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Harnage v. Wu

United States District Court, D. Connecticut

April 9, 2018

JAMES A. HARNAGE, Plaintiff,
DR. WU, et al., Defendants.


          Alvin W. Thompson, United States District Judge

         The plaintiff, James A. Harnage, commenced this civil rights action pro se against 42 defendants. On September 1, 2016, the court issued an Initial Review Order finding that the complaint did not comply with Federal Rules of Civil Procedure 8 and 20, and ordering the plaintiff to file an amended complaint that complied with those rules. ECF No. 8. The plaintiff filed an amended complaint. On September 16, 2016, the court issued a second Initial Review Order finding that the amended complaint failed to comply with the prior order and affording the plaintiff one last chance to file an amended complaint in compliance with the rules. ECF No. 10.

         On November 15, 2016, the plaintiff filed a second amended complaint including only Dr. Wu and Nurse Vecchairelli as defendants and asserting a claim for deliberate indifference to a serious medical need. ECF No. 13. The court ordered that the second amended complaint be served on defendants Wu and Vecchairelli. ECF No. 15. Both defendants filed motions to dismiss. On September 5, 2017, the court granted defendant Wu's motion but denied defendant Vecchairelli's motion. ECF No. 43.

         Defendant Vecchairelli has filed a renewed motion to dismiss asking the court to dismiss this case under 28 U.S.C. § 1915(e)(2)(B)(ii) in light of admissions by the plaintiff evidenced in filings by him in this case. For the reasons that follow, defendant Vecchairelli's motion is granted.


         To withstand a motion to dismiss filed pursuant to Federal Rule of Civil Procedure 12(b)(6), “a complaint must contain sufficient factual matter, accepted as true, to ‘state a claim to relief that is plausible on its face.'” Ashcroft v. Iqbal, 556 U.S. 662, 678 (2009) (quoting Bell Atlantic Corp. v. Twombly, 550 U.S. 544, 570 (2007)). “A claim has facial plausibility when the plaintiff pleads factual content that allows the court to draw the reasonable inference that the defendant is liable for the misconduct alleged.” Id. “The plausibility standard is not akin to a ‘probability requirement, ' but it asks for more than a sheer possibility that a defendant has acted unlawfully.” Id. Legal conclusions and “[t]hreadbare recitals of the elements of a cause of action, supported by mere conclusory statements, ” are not entitled to a presumption of truth. Id.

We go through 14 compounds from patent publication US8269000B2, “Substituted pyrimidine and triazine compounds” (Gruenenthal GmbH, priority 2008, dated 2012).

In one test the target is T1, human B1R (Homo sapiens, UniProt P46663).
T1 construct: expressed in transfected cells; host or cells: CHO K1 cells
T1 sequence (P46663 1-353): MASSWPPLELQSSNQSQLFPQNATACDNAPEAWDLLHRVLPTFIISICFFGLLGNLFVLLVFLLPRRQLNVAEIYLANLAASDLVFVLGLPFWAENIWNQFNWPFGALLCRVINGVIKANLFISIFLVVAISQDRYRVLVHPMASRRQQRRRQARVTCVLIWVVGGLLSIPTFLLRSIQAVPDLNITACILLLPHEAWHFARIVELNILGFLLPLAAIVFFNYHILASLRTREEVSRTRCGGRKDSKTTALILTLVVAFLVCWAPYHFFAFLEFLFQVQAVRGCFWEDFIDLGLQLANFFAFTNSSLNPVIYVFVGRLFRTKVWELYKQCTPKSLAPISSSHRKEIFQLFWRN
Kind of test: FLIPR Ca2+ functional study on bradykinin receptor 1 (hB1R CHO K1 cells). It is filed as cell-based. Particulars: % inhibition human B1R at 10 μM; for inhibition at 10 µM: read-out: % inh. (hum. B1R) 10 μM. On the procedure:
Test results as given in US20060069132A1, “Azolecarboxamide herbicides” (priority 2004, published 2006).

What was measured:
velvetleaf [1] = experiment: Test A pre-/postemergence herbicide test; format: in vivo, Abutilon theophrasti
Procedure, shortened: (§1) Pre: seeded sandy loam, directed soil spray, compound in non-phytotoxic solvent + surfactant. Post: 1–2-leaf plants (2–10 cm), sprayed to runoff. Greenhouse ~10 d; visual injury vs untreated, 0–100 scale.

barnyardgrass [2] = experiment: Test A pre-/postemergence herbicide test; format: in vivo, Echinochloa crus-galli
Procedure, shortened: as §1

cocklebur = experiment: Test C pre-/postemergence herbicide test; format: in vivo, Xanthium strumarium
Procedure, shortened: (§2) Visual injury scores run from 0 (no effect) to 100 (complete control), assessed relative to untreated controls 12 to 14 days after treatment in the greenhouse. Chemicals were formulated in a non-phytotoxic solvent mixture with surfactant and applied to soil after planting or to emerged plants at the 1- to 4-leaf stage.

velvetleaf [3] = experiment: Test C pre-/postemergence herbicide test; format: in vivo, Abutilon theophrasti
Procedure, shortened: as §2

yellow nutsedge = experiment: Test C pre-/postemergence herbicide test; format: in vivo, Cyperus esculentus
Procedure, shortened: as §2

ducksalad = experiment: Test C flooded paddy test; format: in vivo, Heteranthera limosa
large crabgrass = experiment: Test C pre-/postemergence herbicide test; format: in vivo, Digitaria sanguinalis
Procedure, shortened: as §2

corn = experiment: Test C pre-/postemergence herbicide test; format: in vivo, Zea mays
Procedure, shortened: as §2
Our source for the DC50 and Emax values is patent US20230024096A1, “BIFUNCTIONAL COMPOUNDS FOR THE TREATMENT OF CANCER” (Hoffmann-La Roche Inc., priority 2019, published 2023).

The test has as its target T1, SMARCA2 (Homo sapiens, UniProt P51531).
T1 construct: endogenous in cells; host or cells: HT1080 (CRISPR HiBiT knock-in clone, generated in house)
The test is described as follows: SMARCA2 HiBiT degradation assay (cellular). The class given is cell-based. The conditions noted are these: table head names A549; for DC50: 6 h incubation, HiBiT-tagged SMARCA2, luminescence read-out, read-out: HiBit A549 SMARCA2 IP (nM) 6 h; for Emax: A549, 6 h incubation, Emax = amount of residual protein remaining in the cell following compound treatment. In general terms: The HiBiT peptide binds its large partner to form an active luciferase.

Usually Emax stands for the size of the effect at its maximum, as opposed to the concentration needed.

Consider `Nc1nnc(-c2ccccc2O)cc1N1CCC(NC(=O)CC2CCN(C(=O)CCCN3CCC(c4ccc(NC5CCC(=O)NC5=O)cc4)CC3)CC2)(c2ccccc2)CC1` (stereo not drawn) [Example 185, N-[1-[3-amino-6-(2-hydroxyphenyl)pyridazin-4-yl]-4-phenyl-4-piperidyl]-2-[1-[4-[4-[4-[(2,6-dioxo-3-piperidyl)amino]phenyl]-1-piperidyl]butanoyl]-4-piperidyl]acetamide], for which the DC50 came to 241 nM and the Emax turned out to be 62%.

When reviewing a motion to dismiss, the court must draw all reasonable inferences in the non-movant's favor. Graziano v. Pataki, 689 F.3d 110, 114 (2d Cir. 2012). In conducting its review, the court may consider the facts alleged in the complaint, documents attached to the complaint or incorporated into the complaint by reference, and matters subject to judicial notice. New York Pet Welfare Ass'n, Inc. v. City of New York, 850 F.3d 79, 86 (2d Cir. 2017).


         The plaintiff has been diagnosed as a diabetic and was prescribed insulin twice a day to control his blood sugar levels. He received the insulin by injection at “Diabetic Call.” The plaintiff would proceed to the designated area and wait in line with other inmates for his injection.

         On the evening of May 27, 2013, defendant Vecchairelli was administering the insulin injections. The syringes are designed so the needle fully retracts once the plunger has been pushed to the maximum position. When Vecchairelli injected the inmate who was in front of the plaintiff in line, she stopped the plunger short. She then inserted the needle into the insulin bottle to draw another dose. The inmate in front of the plaintiff was infected with Hepatitis C.

         The plaintiff asked defendant Vecchairelli if she was aware that she was contaminating the insulin vial. She disregarded his warning. The plaintiff reported the incident to the custody supervisor and submitted an emergency medical request.

         The plaintiff states, however, that he was not injected with insulin from the contaminated vial. He received a different type of insulin than the inmate in front of him in line. The medical department monitored the diabetic inmates, including the plaintiff, for contamination.


         The defendants move to dismiss the complaint pursuant to 28 U.S.C. § 1915(e)(2)(B)(ii), which requires the court to “dismiss the case at any time” if the court determines that the action “fails to state a claim on which relief may be granted.” In denying defendant Vecchairelli's first motion to dismiss, the court drew an inference that the plaintiff had been injected with insulin drawn from a contaminated vial. ECF No. 43 at 6. After the motion was denied, the plaintiff appended to two motions a copy of his interview with a correctional officer regarding the incident. See ECF Nos. 47-1, 48-1. In the interview, the plaintiff states that he received a type of insulin that is different ...

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